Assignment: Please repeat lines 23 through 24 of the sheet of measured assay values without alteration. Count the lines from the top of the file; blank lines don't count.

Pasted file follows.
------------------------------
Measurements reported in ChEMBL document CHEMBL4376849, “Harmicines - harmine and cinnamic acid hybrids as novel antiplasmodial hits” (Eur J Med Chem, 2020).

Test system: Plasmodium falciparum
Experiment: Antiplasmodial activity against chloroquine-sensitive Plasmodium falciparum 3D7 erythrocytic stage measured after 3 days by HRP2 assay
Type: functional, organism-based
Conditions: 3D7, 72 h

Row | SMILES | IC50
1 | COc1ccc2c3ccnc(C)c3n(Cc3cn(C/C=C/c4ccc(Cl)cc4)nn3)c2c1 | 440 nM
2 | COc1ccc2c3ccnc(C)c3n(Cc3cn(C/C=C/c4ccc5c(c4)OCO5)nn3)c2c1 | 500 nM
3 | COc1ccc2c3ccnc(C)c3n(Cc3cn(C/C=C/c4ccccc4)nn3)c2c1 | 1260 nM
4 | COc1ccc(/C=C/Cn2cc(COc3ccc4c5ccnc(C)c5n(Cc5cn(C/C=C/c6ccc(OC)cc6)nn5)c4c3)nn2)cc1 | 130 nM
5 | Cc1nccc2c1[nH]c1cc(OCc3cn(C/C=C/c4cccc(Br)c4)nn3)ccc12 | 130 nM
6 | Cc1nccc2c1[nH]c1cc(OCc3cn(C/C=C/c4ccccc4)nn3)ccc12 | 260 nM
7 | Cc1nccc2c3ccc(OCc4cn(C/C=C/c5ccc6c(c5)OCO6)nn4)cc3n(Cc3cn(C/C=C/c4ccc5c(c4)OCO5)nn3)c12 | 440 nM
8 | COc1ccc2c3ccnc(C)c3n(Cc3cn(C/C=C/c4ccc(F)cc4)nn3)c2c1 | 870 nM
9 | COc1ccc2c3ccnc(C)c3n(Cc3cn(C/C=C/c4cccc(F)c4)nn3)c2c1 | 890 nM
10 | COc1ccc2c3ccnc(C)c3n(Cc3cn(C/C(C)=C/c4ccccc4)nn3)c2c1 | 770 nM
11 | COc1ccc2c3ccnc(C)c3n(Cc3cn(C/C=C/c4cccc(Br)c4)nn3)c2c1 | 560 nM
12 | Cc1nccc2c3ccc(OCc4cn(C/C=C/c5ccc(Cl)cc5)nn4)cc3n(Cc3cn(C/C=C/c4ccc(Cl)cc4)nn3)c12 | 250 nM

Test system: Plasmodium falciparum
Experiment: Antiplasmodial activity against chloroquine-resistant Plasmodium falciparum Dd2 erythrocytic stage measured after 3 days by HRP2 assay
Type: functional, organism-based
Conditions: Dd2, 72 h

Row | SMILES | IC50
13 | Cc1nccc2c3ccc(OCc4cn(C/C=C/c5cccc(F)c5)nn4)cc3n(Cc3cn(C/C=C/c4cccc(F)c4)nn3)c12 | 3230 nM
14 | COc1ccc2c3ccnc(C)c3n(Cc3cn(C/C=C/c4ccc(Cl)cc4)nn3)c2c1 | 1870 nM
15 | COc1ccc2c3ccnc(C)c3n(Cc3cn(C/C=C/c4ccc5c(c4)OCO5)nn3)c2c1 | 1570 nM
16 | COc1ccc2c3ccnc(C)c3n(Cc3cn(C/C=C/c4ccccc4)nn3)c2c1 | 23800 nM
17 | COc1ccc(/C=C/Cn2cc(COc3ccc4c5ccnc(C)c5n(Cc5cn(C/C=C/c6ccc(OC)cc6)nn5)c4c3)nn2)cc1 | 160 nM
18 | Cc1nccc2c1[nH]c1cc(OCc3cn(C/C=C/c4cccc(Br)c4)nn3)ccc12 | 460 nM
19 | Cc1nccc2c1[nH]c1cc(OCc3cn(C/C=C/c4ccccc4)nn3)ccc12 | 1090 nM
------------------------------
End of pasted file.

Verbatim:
Row | SMILES | IC50
13 | Cc1nccc2c3ccc(OCc4cn(C/C=C/c5cccc(F)c5)nn4)cc3n(Cc3cn(C/C=C/c4cccc(F)c4)nn3)c12 | 3230 nM